Automated speed and steering control demonstrated in Melbourne | Smart Highways Magazine: Industry News

Automated speed and steering control demonstrated in Melbourne

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The Melbourne freeway operator EastLink has used an overnight maintenance closure to  conduct a demonstration of hands-free driving with automated speed plus steering control.

The test, using the adaptive cruise control and lane keep assist functions of a Honda CR-V VTi-LX was planned to help drivers in the state of Victoria gain a better understanding of adaptive cruise control, lane keep assist and other driver assistance functions.

It builds on an earlier demonstration of only automated steering control through the EastLink tunnels.

EastLink corporate affairs and marketing manager Doug Spencer-Roy explained, “This demonstration of automated speed plus steering control resulted from the Annual Victorian Self-Driving Vehicle Survey conducted by EastLink – the largest such survey ever undertaken – in which more than half of the 15,000 respondents rated their awareness of self-driving cars as ‘very little’ or ‘none’.

“Through this demonstration of automated speed plus steering control, as well as the earlier demonstration of automated steering control through the EastLink tunnels, EastLink is helping motorists gain a better understanding of the latest driver assistance functions, and how they will evolve to make self-driving cars possible in the future.

“In a number of realistic freeway scenarios, the latest demonstration showed a vehicle steering itself along EastLink while automatically adjusting its speed to ensure a safe distance was always maintained to other vehicles involved in the tests.

“In one scenario representing a traffic jam caused by an accident, the vehicle was able to bring itself safely and automatically to a complete stop behind other vehicles stopped on the freeway.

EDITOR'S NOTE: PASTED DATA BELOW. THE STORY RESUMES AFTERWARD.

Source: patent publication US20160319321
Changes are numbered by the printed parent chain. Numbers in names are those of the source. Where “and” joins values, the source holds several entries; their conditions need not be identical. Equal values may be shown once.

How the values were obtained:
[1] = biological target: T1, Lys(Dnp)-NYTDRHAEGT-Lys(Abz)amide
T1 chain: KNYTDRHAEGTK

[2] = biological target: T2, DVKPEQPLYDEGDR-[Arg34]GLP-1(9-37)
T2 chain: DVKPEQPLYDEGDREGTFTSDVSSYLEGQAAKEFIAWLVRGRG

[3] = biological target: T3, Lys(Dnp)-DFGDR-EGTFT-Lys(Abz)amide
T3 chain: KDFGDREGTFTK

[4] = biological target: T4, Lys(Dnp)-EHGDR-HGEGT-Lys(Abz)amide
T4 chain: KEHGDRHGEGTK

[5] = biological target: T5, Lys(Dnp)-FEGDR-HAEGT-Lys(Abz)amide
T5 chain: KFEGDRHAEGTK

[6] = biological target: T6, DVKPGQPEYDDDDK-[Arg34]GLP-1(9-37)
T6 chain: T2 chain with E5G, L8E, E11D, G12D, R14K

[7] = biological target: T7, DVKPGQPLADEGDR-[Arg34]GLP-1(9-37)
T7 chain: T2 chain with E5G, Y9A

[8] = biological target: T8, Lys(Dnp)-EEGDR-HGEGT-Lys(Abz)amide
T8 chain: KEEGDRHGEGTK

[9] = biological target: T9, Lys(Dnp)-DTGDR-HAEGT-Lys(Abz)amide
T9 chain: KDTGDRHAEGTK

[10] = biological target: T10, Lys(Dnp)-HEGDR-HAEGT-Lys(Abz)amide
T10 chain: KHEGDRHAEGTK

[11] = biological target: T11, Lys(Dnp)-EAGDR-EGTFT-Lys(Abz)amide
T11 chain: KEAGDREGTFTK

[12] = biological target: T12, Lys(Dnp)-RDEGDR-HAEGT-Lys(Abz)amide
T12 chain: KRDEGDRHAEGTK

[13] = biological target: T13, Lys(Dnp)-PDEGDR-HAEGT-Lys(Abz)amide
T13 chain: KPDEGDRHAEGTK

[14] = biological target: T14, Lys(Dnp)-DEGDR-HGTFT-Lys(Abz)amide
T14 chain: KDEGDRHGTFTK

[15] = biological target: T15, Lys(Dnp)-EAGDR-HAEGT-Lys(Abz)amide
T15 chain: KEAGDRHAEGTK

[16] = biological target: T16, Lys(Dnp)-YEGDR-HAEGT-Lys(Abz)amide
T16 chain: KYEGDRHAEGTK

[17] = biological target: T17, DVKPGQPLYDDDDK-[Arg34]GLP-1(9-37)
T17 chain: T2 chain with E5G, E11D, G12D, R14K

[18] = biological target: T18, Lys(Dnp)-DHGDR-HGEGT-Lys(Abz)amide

“Road safety will be significantly improved through the take-up and use of driver assistance functions such as adaptive cruise control and lane keep assist.

“EastLink is Melbourne’s safest freeway, and we want to keep it that way. Motorists can help by adopting and using the latest driver assistance functions,” concluded Doug Spencer-Roy.

EastLink selected the all-new Honda CR-V VTi-LX for the demonstration following its participation in the trials of the latest automated vehicle technologies that have been undertaken by EastLink in partnership with VicRoads, the Australian Road Research Board (ARRB), La Trobe University and RACV.


I can”t wait to see those disgusting, polluting viaducts coming down. For whatever reasons Phoenix is decades ahead of Denver with respect to transportation infrastructure. Freeways that are appealing (lots of landscape and art), clean and safe. Maybe it”s the state”s proximity to California that”s led to highly engineered and pleasant (often below grade) infrastructure. Their one light rail line has the same ridership as the Top Three FasTracks lines ie the A Line, the popular Aurora H Line and the W Line. You can have both good transit and good freeways, at least in Phoenix. writers help

When roads are heavily congested, how can you keep a safe recommended distance?
Ideally you should, but real world driving you cannot,
But if you have some automated ‘safe distance’ what sort of reduction in vehicles per kilometre would this produce?
Traffic flow levels would be halved with so much unused space between vehicles.